The solution for the problem needs to come from society as a whole through its political process. The key is for the People to direct their government to reclaim their rightful money creation franchise from the private banking system. The initial steps in that process would be to repeal the Federal Reserve Act of 1913, purchase the outstanding stock of the Fed from the member banks who are holding it, and convert its resources and employees to the task of facilitating issuance of public money under the direction of the U.S. Treasury.

The Treasury would thereby gain the ability to maintain a quantity of currency in circulation that is calculated with precision to meet the needs of commerce for the nation. If one of those needs is to maintain an extra margin of money in circulation so that a certain amount is available to lie "un-invested" in pools of capital required to underwrite insurance policies, that is not a problem, as the increment of funds so designated can be issued at virtually no cost simply by adjusting the level of money supply.

The amount of capital needed to underwrite insurance policies is in the national aggregate considerable, even under the strictest interpretation of the requirements of the business. As such, it represents a great sum of money upon which, within the current system, someone is obliged to make "interest" payments just to keep it available for that purpose. To "invest" such funds, then, can seem to be the responsible option, the fact that this is in the larger picture monetarily self-defeating notwithstanding.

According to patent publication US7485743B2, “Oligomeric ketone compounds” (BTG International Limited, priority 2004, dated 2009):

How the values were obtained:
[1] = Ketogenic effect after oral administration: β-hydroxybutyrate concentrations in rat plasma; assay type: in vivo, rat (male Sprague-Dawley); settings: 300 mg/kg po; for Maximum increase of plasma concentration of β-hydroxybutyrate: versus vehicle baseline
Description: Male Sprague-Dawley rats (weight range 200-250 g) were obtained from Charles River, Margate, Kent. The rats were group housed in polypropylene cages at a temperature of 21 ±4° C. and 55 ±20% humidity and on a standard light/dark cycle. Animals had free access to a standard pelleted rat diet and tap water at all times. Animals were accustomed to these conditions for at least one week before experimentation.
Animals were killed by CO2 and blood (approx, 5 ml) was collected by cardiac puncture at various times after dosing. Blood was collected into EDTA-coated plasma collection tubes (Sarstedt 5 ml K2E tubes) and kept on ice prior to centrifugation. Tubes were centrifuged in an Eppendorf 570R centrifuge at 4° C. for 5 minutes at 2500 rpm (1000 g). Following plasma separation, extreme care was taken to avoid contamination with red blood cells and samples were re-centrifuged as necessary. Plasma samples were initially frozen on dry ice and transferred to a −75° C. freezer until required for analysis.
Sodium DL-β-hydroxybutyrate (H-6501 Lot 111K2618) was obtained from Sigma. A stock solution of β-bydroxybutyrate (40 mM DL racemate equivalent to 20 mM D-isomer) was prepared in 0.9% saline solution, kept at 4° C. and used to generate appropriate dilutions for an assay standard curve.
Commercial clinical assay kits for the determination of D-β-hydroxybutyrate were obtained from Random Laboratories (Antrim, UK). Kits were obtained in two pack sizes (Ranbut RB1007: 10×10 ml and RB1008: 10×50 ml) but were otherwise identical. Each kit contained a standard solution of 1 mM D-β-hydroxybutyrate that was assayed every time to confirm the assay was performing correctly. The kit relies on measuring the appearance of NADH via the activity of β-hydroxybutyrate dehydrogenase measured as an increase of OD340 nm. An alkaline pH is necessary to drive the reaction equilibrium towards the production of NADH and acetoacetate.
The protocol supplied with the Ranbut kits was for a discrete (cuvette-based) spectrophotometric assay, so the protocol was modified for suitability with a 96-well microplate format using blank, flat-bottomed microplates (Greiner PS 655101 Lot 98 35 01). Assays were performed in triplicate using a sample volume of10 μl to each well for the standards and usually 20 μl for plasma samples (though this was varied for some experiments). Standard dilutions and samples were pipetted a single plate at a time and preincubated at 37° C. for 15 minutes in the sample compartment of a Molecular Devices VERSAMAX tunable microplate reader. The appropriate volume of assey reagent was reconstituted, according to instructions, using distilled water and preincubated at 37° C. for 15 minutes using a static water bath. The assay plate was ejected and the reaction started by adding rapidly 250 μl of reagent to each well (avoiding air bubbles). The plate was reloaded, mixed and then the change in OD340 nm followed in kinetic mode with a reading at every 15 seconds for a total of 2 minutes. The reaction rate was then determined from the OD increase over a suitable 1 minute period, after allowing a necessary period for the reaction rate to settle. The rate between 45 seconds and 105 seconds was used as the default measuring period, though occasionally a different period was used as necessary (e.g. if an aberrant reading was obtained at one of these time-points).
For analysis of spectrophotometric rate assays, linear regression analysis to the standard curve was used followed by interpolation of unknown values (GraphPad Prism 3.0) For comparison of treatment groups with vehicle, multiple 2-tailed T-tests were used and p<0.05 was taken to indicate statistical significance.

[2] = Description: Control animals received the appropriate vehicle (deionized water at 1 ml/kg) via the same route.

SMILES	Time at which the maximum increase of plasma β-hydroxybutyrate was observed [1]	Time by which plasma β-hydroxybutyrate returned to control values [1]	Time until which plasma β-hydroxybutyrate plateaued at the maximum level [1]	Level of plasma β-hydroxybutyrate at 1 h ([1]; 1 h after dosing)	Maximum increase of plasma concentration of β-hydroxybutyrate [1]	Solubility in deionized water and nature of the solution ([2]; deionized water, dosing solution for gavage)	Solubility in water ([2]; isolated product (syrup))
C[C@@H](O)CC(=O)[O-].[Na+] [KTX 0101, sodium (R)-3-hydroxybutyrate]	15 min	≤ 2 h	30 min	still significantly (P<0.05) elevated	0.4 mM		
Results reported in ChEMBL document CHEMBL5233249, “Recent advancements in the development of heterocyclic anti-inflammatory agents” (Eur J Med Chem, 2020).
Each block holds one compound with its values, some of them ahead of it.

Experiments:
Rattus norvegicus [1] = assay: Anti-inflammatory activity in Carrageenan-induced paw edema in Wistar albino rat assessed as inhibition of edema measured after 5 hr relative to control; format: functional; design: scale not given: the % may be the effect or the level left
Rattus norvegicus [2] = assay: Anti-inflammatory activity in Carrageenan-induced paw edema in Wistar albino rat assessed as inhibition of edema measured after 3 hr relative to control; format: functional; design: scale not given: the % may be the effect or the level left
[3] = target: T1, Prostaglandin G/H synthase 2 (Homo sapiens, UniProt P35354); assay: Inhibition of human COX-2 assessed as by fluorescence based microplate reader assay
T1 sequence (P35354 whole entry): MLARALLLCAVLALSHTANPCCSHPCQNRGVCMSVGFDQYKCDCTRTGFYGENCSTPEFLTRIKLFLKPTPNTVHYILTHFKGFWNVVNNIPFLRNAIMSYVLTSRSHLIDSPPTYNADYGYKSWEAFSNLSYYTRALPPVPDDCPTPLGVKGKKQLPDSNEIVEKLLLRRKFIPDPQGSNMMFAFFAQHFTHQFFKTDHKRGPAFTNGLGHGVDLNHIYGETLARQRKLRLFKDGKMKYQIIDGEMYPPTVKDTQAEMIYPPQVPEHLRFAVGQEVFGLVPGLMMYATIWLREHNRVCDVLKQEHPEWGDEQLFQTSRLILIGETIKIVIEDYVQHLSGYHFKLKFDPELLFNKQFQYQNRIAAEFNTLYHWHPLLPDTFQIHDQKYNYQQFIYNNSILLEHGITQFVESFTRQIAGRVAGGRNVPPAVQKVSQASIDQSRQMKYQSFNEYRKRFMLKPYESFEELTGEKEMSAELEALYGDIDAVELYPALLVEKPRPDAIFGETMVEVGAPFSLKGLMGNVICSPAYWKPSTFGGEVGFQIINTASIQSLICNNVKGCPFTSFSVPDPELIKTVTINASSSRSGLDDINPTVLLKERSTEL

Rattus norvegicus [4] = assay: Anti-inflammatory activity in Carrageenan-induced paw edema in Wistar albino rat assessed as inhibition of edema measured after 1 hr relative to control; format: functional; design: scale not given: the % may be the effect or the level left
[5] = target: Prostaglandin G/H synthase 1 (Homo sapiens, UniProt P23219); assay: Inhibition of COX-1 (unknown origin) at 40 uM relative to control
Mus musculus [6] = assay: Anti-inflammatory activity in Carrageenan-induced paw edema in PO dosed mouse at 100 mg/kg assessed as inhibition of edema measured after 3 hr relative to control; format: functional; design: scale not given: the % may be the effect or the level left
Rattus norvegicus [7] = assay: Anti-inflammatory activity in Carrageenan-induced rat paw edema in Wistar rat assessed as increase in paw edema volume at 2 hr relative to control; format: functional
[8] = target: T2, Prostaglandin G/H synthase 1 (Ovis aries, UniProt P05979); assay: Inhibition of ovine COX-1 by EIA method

The very existence of such an "investment" opportunity attracts financial players who are not necessarily concerned about the ethics or logic of the way insurance companies do business, but are simply looking for a way to make money with money. Through the ownership of insurance company stock, they can make their demands and reap their reward. Whatever the case, insurance executives are effectively pressed into being agents for "investors" seeking a "profit" through the control of their policyholders' excess premium payments.

With the establishment of a system in which money is issued publicly, this seeming fiscal imperative (in the case of good-faith insurance agency), or opportunity (to the financial speculator) is effectively removed. This is because whatever amount of money was needed to be tied up in pools of insurance capital could be made up for quite readily by letting the level of the money supply rise as a matter of public policy.

Insurance companies could then be limited to being compensation pool managers by restrictions written into their corporate charters. As businesses, this need not be experienced as an arbitrary limitation, because it would allow them to focus on the crux of their task; or as a competitive hardship, because other companies working in the field would be obliged to observe the same boundaries. Their operations would be simplified, their costs lowered, and, I can imagine, the burdens of management greatly relieved. The net contributions through premium payments, and payouts for claim satisfaction could be tracked through a transparent public accounting. The company's customers and the public at large would be well served, and, I suggest, there would never have arisen a need for any massive "bailout". I wonder if the executives at AIG would agree.

Richard Kotlarz

The complete set of columns from this series is posted at the following websites.